<APB = <CPD so parlallelogram ABCD is a square.
AB*AD = area of the square
BP*PD = AP*CD = area of either small square PBFC or AEBP
Let a pointP inside a parallelogram ABCD be given such that <APB +<CPD = 180◦.
Prove that
AB· AD = BP · DP + AP · CP
(here AB, AD etc. refer to the lengths of the corresponding segments).
I think that P could be in the very centre, but am unsure how to go about the question, and initially unsure about a possible position for 'p'.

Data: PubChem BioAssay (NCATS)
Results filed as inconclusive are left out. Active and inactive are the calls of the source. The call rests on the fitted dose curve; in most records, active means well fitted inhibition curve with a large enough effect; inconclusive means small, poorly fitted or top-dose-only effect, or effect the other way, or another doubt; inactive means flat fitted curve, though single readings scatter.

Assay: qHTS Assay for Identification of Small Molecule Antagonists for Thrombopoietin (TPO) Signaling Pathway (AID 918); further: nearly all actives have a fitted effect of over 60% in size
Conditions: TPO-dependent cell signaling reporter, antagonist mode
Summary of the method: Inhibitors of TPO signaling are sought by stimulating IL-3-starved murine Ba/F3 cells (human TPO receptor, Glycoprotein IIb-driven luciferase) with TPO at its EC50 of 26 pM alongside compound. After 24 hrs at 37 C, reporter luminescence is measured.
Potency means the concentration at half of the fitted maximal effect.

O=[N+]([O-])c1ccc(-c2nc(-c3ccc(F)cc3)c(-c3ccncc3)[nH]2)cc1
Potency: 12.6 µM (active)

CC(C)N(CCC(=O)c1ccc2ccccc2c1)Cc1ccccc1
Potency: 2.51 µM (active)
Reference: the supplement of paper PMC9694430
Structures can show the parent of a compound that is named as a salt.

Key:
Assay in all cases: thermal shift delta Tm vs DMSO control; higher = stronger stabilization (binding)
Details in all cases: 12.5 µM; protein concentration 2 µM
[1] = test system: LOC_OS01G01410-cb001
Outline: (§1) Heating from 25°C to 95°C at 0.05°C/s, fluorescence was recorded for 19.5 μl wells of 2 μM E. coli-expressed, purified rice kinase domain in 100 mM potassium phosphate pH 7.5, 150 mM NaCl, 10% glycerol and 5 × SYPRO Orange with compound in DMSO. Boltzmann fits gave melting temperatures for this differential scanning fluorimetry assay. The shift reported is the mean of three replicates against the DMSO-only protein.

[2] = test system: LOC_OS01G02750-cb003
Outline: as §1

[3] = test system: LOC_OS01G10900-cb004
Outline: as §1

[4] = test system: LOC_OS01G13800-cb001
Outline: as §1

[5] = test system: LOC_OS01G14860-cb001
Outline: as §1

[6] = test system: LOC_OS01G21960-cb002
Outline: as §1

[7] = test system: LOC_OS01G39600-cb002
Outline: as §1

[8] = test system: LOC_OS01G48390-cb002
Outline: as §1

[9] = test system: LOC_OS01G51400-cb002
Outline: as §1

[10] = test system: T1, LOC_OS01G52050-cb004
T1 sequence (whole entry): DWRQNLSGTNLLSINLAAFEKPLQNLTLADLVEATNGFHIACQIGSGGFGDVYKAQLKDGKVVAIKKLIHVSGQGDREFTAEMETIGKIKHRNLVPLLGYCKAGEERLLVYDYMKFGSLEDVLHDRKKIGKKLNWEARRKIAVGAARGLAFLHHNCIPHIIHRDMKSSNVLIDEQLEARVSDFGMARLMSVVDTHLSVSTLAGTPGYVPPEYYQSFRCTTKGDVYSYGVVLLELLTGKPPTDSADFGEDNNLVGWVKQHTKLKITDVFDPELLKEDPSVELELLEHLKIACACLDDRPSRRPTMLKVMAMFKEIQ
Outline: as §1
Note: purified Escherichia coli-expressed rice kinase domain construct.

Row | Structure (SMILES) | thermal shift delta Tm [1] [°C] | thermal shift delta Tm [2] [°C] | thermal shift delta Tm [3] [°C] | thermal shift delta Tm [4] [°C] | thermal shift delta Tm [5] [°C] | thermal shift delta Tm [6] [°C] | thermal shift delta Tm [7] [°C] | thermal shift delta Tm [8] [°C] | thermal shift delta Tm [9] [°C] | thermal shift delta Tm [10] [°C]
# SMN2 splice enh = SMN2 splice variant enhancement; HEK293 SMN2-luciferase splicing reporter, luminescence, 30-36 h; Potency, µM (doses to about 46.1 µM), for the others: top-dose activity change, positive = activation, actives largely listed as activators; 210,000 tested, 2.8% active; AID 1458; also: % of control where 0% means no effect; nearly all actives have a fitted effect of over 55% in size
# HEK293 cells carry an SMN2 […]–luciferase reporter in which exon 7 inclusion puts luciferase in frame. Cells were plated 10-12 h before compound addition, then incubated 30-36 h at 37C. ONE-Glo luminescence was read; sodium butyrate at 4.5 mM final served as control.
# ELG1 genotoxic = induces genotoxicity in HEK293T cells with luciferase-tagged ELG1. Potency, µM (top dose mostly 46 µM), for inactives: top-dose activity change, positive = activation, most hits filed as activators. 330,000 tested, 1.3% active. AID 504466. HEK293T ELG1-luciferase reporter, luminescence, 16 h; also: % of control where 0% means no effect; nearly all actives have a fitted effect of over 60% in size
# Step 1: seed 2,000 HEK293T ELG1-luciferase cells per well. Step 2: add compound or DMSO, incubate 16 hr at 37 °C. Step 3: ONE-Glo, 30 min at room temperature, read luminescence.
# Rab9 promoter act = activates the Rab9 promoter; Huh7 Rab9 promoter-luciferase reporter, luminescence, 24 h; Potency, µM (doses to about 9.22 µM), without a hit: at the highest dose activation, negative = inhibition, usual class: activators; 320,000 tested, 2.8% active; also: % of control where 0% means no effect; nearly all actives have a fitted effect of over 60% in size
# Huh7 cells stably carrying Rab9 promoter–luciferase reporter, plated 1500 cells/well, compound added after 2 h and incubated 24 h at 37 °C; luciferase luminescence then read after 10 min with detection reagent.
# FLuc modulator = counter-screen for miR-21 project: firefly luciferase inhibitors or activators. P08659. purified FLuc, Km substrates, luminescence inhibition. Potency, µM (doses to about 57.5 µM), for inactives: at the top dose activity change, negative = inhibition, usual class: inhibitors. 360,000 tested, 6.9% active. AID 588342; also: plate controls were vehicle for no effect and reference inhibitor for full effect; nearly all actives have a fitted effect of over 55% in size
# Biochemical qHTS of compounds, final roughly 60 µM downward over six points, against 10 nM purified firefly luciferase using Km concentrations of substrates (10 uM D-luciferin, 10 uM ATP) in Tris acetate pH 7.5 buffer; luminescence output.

Help would be great
With the parallelogram ABCD and the point P as in the diagram below, draw an identical parallelogram on top of the given one, with a point P' in the same relative position as P. Then PP'= AD. The angles CPD and AP'B are equal. Thus the angles APB and AP'B are supplementary. Hence PAP'B is a cyclic quadrilateral. The result then follows from Ptolemy's theorem.